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Archive for the ‘Green Deal’ Category

pllWith the election looming, it’s time to nail your colours to the mast. Ain’t no purdah round here, so here’s my contribution…

If I were Secretary of State for Energy and Climate Change, my mission would be to put us firmly on the path to zero carbon heat and electricity. Only by doing this will we meet our legally binding promise to decarbonise the UK economy and mitigate the worst effects of climate change.

As you’ll see, I also wouldn’t get too hung up on where my remit officially stopped.

To get back on the path, we’ll need to radically improve energy efficiency, develop our ability to shift electricity demand, enable renewables to meet the bulk of our electricity requirements, and rapidly develop our district heating market.

First: ramp up energy efficiency

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It’s been a long and protracted death, but the Queen’s Speech finally spelled the end for plans to drastically reduce emissions from new build.

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I tweeted Tuesday that 1/2 of us don’t take basic actions to save electricity in our homes (citing Greenwise) and wondered whether all that wasted electricity might be equivalent to a nuclear power station. When I got home I took a stab at the numbers.

The verdict? There’s more than just one nuclear power station lurking in that wastage.

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To have any hope of hitting our legally binding carbon targets and to keep people out of fuel poverty, we have to radically transform the energy performance of housing stock.

But the bill for refurbishing our stock to the required standard is very high: something like £7bn to £15bn per year until 2050. A hell of a pill for treasury to swallow as part of general spending.

Enter Green Deal. Under this arrangement, Government don’t have to fork out the money. Instead, Green Deal captures the estimated value of future energy savings that result from a low-energy refurb, converts these annual savings into one lump sum and then uses this lump to carry out the refurb in the first place. Get it all just right, and the capitalised savings are worth more than it costs  to carry out the refurb. Brilliant! Refurb bill sorted. (more…)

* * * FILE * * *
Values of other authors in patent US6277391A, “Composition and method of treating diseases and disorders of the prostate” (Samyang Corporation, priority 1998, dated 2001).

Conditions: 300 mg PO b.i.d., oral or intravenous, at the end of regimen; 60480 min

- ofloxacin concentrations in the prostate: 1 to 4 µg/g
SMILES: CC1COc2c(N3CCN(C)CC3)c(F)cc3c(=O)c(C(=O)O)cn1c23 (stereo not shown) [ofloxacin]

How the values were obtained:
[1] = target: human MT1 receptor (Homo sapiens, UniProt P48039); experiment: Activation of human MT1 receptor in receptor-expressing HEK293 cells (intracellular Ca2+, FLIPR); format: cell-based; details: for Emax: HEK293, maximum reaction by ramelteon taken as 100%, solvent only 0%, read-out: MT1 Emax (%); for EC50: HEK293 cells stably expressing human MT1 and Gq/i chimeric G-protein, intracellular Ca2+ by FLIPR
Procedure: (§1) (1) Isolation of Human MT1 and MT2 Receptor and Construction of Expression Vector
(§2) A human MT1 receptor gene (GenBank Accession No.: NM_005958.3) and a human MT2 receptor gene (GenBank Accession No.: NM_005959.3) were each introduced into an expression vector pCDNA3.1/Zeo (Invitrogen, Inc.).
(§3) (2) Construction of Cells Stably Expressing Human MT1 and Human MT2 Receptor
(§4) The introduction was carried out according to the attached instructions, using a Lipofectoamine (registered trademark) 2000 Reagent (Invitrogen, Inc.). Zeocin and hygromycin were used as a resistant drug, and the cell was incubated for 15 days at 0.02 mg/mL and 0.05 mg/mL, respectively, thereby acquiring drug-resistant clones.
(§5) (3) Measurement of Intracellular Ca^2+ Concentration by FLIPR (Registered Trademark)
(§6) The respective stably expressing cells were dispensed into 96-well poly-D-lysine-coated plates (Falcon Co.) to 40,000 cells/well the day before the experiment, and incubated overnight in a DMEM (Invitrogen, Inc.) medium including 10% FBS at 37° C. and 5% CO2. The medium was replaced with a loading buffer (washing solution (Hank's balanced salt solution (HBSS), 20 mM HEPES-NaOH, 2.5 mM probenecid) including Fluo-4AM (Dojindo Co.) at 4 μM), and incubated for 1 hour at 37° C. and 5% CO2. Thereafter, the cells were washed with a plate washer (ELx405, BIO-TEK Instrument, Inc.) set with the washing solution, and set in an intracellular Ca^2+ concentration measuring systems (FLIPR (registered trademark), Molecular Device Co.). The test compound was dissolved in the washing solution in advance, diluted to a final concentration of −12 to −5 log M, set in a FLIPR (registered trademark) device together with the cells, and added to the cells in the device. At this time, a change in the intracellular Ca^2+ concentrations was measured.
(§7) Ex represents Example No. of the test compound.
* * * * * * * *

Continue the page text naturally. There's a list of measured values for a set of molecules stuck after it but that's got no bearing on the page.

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Yesterday’s budget was strangely quiet on some points. For example, Green Deal only gets one mention (and only in passing). But Mr Osborne was comparatively vocal about other green issues, such as CRC.

Basically, he sees it as an unfair burden on business. And to sort this out…

…the Government will consult on simplifying the CRC Energy Efficiency Scheme to reduce administrative burdens on business. Should very significant administrative savings not be deliverable, the Government will bring forward proposals in autumn 2012 to replace CRC revenues with an alternative environmental tax…

So CRC is good as gone.

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I recently subscribed to Building Magazine in an effort to rationalise my media consumption. It’s been a while since I subscribed to a paid source of info and I’m a little wary. In catching up on Feb headlines I came across this one: Cities plan to invest billions in Green Deal retrofit work (£).

Really? Are they? Because we’ve looked pretty closely at Green Deal economics for people like EST and some London RPs and, for anything other than loft and cavity, it’s ropey at best. Even if you do manage to get it to meet the golden rule of payback within the asset life, it’s a massive task getting people to sign up. The hurdles are significant to say the least. A fact that’s not lost on Marks and Spencers, an early entrant who’s now distancing itself from Green Deal delivery.

So the Building headline made me do a double take and have a closer read. (more…)

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